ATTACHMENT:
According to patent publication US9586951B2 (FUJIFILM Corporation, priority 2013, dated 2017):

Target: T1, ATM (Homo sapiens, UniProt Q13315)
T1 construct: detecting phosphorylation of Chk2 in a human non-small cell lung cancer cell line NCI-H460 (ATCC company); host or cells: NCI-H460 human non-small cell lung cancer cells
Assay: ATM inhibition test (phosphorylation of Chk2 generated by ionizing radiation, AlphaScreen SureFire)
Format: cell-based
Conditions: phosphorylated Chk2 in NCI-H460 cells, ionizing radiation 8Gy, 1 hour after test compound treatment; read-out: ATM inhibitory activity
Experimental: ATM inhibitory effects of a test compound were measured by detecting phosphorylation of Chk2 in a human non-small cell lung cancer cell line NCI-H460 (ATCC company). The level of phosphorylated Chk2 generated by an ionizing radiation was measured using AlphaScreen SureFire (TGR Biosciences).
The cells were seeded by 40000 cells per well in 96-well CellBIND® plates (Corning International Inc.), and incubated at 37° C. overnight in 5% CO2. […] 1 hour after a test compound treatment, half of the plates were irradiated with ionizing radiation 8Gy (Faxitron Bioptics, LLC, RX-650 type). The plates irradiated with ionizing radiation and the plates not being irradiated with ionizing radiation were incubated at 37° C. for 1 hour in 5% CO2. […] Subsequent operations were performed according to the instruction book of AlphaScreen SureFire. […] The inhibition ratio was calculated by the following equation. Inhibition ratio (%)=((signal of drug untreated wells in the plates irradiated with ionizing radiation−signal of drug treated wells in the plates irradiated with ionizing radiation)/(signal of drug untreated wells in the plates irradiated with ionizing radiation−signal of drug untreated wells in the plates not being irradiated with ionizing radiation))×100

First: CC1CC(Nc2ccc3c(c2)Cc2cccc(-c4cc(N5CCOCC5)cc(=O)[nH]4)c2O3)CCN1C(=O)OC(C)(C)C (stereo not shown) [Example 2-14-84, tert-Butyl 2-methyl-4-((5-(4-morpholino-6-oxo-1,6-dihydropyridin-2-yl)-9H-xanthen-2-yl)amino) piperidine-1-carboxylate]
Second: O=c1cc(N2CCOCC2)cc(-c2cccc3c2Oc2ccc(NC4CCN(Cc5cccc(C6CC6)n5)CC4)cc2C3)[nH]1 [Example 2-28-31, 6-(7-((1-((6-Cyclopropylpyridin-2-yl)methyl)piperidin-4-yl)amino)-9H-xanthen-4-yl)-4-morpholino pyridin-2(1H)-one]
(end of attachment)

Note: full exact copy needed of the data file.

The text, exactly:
According to patent publication US9586951B2 (FUJIFILM Corporation, priority 2013, dated 2017):

Target: T1, ATM (Homo sapiens, UniProt Q13315)
T1 construct: detecting phosphorylation of Chk2 in a human non-small cell lung cancer cell line NCI-H460 (ATCC company); host or cells: NCI-H460 human non-small cell lung cancer cells
Assay: ATM inhibition test (phosphorylation of Chk2 generated by ionizing radiation, AlphaScreen SureFire)
Format: cell-based
Conditions: phosphorylated Chk2 in NCI-H460 cells, ionizing radiation 8Gy, 1 hour after test compound treatment; read-out: ATM inhibitory activity
Experimental: ATM inhibitory effects of a test compound were measured by detecting phosphorylation of Chk2 in a human non-small cell lung cancer cell line NCI-H460 (ATCC company). The level of phosphorylated Chk2 generated by an ionizing radiation was measured using AlphaScreen SureFire (TGR Biosciences).
The cells were seeded by 40000 cells per well in 96-well CellBIND® plates (Corning International Inc.), and incubated at 37° C. overnight in 5% CO2. […] 1 hour after a test compound treatment, half of the plates were irradiated with ionizing radiation 8Gy (Faxitron Bioptics, LLC, RX-650 type). The plates irradiated with ionizing radiation and the plates not being irradiated with ionizing radiation were incubated at 37° C. for 1 hour in 5% CO2. […] Subsequent operations were performed according to the instruction book of AlphaScreen SureFire. […] The inhibition ratio was calculated by the following equation. Inhibition ratio (%)=((signal of drug untreated wells in the plates irradiated with ionizing radiation−signal of drug treated wells in the plates irradiated with ionizing radiation)/(signal of drug untreated wells in the plates irradiated with ionizing radiation−signal of drug untreated wells in the plates not being irradiated with ionizing radiation))×100

First: CC1CC(Nc2ccc3c(c2)Cc2cccc(-c4cc(N5CCOCC5)cc(=O)[nH]4)c2O3)CCN1C(=O)OC(C)(C)C (stereo not shown) [Example 2-14-84, tert-Butyl 2-methyl-4-((5-(4-morpholino-6-oxo-1,6-dihydropyridin-2-yl)-9H-xanthen-2-yl)amino) piperidine-1-carboxylate]
Second: O=c1cc(N2CCOCC2)cc(-c2cccc3c2Oc2ccc(NC4CCN(Cc5cccc(C6CC6)n5)CC4)cc2C3)[nH]1 [Example 2-28-31, 6-(7-((1-((6-Cyclopropylpyridin-2-yl)methyl)piperidin-4-yl)amino)-9H-xanthen-4-yl)-4-morpholino pyridin-2(1H)-one]